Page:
3.3.  Extraction and isolation Air-dried leaves of E. rutaecarpa (1.5 kg) were extracted with 95% EtOH three times (3 h each) under conditions of reflux to give a crude extract (140 g). The extract, suspended in 2% aq. HCl, was partitioned with petroleum ether. The acidic water soluble layer was adjusted to pH 9–10 with ammonia liquor, and then partitioned with CH2Cl2. The CH2Cl2 extract (430 mg) was fractionated into fourteen fractions (Fr. 1–Fr. 14) by ODS column chromatography with CH3OH–H2O (30:100 to 100:0). Compound 8 (5.6 mg, tR = 17.8 min) was obtained from preparative HPLC [45% CH3OH/H2O; 10 ml/min (containing 0.05% TFA v/v)] of Fr. 3. Fr. 5 was subjected to preparative HPLC [75% CH3OH/H2O; 10 ml/min (containing 0.05% TFA v/v) ] to give 11 (7.6 mg, tR = 21.4 min). Fr. 7 was purified by Sephadex LH-20 (CH3OH) to obtain 9 (1.7 mg) and 6 (2.3 mg). Fr. 8 was subjected to preparative HPLC [25% CH3CN/H2O; 10 ml/min (containing 0.05% TFA v/v)] to furnish 7 (5.2 mg, tR = 11.9 min) and 1 (3 mg, tR = 21.6 min). Fr. 12 was exposed to Sephadex LH-20 (CH3OH) to give 3 (3.6 mg) and 4 (3.0 mg). Fr. 13 was subjected to Sephadex LH-20 (CH3OH) to obtain 5 (2.3 mg) and a mixture, which was subjected to preparative HPLC [35% CH3CN/H2O; 10 ml/min (containing 0.05% TFA v/v)] to give 10 (3.5 mg, tR = 12.8 min) and 2 (2.7 mg, tR = 18.9 min).

3.3.1.  (S)-7-hydroxysecorutaecarpine (1) + C18H15N3O3, white powder, [𝛼]25 D  = −5.8 (c 0.09, CH3OH); HR–ESI–MS m/z: 344.1007 [M + Na] , −1 (Calcd for C18H15N3NaO3, 344.1006); IR (KBr) νmax: 3452, 2924, 1637, 1473, 1384, 1205, 699 cm ; UV (CH3OH), λmax nm (log ε): 207 (4.53), 255 (3.97), 264 (3.96), 299 (3.73), 312 (3.68); CD λmax nm (Δε): 207 (−12.6), 238 (+8.6), 262 (−2.4); 1H- NMR (500 MHz, CD3OD): δ 8.18 (1H, dd, J = 1.6, 8.0 Hz, H-19), 8.15 (1H, s, H-3), 7.80 (1H, ddd, J = 1.6, 7.5, 8.5 Hz, H-17), 7.63 (1H, d, J = 7.5 Hz, H-16), 7.53 (1H, t, J = 7.5 Hz, H-18), 7.32 (1H, d, J = 7.5 Hz, H-9), 7.17 (1H, td, J = 1.4, 7.5 Hz, H-11), 6.93 (1H, t, J = 7.5 Hz, H-10), 6.86 (1H, d, J = 7.5 Hz, H-12), 4.17 (2H, t, J = 7.0 Hz, H-5), 2.45 (1H, dt, J = 7.0, 14.0 Hz, Hb-6), 2.38 (1H, dt, J = 7.0, 14.0 Hz, Ha-6); 13C- NMR (125 MHz, CD3OD): δ 181.2 (C-2), 162.7 (C-21), 149.2 (C-3), 149.1 (C-15), 142.6 (C-13), 135.6 (C-17), 132.5 (C-8), 130.8 (C-11), 128.5 (C-18), 127.8 (C-16), 127.4 (C-19), 125.1 (C-9), 123.9 (C-10), 123.0 (C-20), 111.6 (C-12), 76.3 (C-7), 43.8 (C-5), 37.1 (C-6).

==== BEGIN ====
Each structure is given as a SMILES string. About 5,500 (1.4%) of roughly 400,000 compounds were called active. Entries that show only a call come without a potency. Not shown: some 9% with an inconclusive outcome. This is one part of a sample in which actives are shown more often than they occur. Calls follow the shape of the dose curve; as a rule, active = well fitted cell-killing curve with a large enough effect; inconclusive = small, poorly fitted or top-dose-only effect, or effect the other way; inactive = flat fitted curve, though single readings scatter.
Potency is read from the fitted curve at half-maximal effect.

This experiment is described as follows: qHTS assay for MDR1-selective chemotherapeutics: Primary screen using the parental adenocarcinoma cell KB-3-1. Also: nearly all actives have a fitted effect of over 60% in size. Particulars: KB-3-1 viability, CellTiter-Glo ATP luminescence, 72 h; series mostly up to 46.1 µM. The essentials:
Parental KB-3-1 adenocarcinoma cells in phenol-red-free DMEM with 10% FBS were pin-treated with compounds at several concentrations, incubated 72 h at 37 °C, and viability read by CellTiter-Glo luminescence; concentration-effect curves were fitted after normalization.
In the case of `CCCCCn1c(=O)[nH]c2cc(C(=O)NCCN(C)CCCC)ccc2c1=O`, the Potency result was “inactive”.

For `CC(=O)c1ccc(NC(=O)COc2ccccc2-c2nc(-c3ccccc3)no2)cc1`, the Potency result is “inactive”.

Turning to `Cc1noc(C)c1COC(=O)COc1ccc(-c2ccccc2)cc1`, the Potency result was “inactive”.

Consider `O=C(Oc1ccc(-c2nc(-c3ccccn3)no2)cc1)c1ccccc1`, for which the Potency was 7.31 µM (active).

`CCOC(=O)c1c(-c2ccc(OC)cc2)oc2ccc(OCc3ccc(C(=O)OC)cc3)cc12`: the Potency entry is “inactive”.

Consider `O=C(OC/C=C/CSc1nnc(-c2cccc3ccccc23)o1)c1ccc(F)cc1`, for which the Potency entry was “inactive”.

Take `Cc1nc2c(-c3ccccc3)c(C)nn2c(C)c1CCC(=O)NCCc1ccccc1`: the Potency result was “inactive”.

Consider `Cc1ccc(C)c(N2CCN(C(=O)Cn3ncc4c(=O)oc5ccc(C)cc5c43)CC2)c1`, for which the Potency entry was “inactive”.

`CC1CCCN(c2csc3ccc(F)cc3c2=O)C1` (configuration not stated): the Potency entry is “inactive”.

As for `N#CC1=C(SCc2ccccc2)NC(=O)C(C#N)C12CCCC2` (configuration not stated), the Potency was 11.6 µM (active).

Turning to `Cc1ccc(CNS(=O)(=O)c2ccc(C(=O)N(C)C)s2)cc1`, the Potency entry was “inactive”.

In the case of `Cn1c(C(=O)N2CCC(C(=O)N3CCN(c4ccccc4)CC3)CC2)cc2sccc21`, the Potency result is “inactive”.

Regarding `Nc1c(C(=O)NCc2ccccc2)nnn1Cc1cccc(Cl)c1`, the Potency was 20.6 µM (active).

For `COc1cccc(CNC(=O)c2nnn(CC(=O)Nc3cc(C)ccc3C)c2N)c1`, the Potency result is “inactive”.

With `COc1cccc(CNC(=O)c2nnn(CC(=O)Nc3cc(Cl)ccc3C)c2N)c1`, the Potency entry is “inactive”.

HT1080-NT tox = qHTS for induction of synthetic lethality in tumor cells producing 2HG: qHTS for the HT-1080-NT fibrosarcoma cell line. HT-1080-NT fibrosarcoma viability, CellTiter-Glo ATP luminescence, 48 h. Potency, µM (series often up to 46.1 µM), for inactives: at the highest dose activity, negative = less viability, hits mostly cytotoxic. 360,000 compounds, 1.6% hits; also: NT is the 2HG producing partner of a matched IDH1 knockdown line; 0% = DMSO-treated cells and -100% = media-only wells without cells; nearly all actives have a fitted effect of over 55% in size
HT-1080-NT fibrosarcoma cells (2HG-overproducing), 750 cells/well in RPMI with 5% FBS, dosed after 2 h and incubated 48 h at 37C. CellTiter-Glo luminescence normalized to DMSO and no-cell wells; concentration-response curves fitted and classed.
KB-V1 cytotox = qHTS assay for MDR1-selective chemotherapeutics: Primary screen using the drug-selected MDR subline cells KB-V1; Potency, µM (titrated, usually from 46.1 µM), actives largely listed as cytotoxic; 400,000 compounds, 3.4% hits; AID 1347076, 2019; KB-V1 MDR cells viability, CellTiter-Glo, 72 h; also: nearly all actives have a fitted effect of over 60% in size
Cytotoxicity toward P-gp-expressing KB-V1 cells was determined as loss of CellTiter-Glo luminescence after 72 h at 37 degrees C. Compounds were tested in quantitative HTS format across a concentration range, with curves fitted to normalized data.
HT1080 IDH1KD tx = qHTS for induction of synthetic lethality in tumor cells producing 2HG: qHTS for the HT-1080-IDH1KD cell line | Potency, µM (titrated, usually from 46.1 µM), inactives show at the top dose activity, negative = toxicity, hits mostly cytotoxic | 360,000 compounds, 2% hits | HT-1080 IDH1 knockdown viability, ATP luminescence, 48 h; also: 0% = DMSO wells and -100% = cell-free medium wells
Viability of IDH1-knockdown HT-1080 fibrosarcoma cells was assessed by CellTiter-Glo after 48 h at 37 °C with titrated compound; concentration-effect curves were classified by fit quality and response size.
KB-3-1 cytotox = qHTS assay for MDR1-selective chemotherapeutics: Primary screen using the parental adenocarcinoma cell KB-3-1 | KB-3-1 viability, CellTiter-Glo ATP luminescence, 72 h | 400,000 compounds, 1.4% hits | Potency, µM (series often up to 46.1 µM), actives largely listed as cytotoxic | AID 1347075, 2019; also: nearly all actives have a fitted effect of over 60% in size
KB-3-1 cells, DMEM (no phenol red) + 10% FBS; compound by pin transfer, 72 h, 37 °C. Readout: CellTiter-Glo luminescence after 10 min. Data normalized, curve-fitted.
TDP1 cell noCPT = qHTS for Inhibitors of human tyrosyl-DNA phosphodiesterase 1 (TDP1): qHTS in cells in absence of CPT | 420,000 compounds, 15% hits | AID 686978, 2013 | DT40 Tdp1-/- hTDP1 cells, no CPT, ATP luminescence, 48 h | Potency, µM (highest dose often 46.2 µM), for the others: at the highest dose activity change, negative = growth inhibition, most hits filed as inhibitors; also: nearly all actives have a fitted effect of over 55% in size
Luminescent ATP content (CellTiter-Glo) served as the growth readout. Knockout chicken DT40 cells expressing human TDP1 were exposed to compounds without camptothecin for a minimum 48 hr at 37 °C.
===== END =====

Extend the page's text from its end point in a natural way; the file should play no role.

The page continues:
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3.3.2. 1-O-β-d-glucopyranosylrutaecarpine (2) + C24H23N3O7, brown powder, [𝛼]25 D  = −58.3 (c 0.035, CH3OH). HR–ESI–MS m/z: 466.1606 [M + H] , (Calcd for C24H24N3O7, 466.1609). UV (CH3OH), λmax nm (log ε): 204 (4.37), 282 (3.82), 292 (3.96), 339 (3.84), 354 (4.10), 371 (4.07), 396 (3.33); IR (KBr) vmax: 3450, 2923, 1640, 1473, 1384, 1255, 1204, 1073, 599 cm−1; 1H- NMR (500 MHz, DMSO-d6): δ 11.54 (1H, s, H-13), 7.81 (1H, dd, J = 1.0, 8.0 Hz, H-4), 7.68 (1H, d, J = 8.0 Hz, H-9), 7.59 (1H, dd, J = 1.0, 8.0 Hz, H-2), 7.56 (1H, d, J = 8.0 Hz, H-12), 7.39 (1H, t, J = 8.0 Hz, H-3), 7.31 (1H, t, J = 7.5 Hz, H-11), 7.12 (1H, t, J = 7.5 Hz, H-10), 4.49 (1H, dt, J = 6.8, 13.5 Hz, Hb-7), 4.41 (1H, dt, J = 6.8, 13.5 Hz, Ha-7), 3.20 (2H, t, J = 6.8 Hz, H-8), 5.00 (1H, d, J = 7.8 Hz, H-1′), 3.77 (1H, m, Hb-6′), 3.53 (1H, m, H-2′), 3.53 (1H, m, Ha-6′), 3.41 (1H, m, H-5′), 3.31 (1H, m, H-3′), 3.23 (1H, m, H-4′). 13C- NMR (125 MHz, DMSO-d6): δ 160.3 (C-5), 152.2 (C-1), 144.1 (C-13b), 138.5 (C-12a), 138.4 (C-14a), 127.3 (C-13a), 126.1 (C-3), 125.0 (C-8b), 124.7 (C-11), 121.8 (C-4a), 120.4 (C-2), 119.9 (C-9), 119.7 (C-10), 119.6 (C-4), 117.5 (C-8a), 112.4 (C-12), 40.8 (C-7), 18.9 (C-8), 102.0 (C-1′), 77.3 (C-5′), 76.1 (C-3′), 73.5 (C-2′), 69.9 (C-4′), 60.9 (C-6′). 3.4.  Acid hydrolysis Compound 1 (1 mg) was dissolved in 2 M TFA (3 ml) and then heated in a water bath at 90 °C for 3 h. After extraction with EtOAc (3 × 3 ml), the aq. layer was repeatedly evaporated to dryness with CH3OH until neutral. Co-TLC analysis (EtOAc:CH3OH:H2O:HOAc = 13:2:1:3, Rf = 0.32) in comparison to authentic glucose, together with its optical rotation ([𝛼]25 D  = +50.3 (c 0.04, H2O)), indicated the presence of d-glucose.

3.5.  Antibacterial assays Antibacterial activity was determined against S. aureus, B. subtilis, P. Aeruginosa and E. coli by the microplate assay method (Pierce et al. 2008). The resulting values were compared with the values of positive controls, penicillin (against S. aureus and B. subtilis, range 0.25–0.50 μg/ ml) and streptomycin (against P. Aeruginosa and E. coli, range 0.12–0.25 μg/ml), under the same conditions.

4. Conclusion In this study, a new indole alkaloid (S)-7-hydroxysecorutaecarpine (1) and a new indole alkaloidal glycoside 1-O-β-d-glucopyranosylrutaecarpine (2), together with nine known compounds (3–11), were isolated from the leaves of E. rutaecarpa. Compound 4 exhibited potent activity against P. aeruginosa with an MIC value of 7.13 μg/ml.

Supplementary material Supplementary material relating to this article is available online, alongside Figures S1–S14.

Disclosure statement No potential conflict of interest was reported by the authors.


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Funding This work was financially supported by the Program for Changjiang Scholars and Innovative Research Team in University [grant number IRT_15R63]; the Priority Academic Program Development of Jiangsu Higher Education Institutions [grant number PAPD].

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New alkaloids from the leaves of Evodia rutaecarpa.

One new indole alkaloid (1) and one new indole alkaloidal glycoside (2), together with nine known alkaloids (3-11), were isolated from the leaves of E...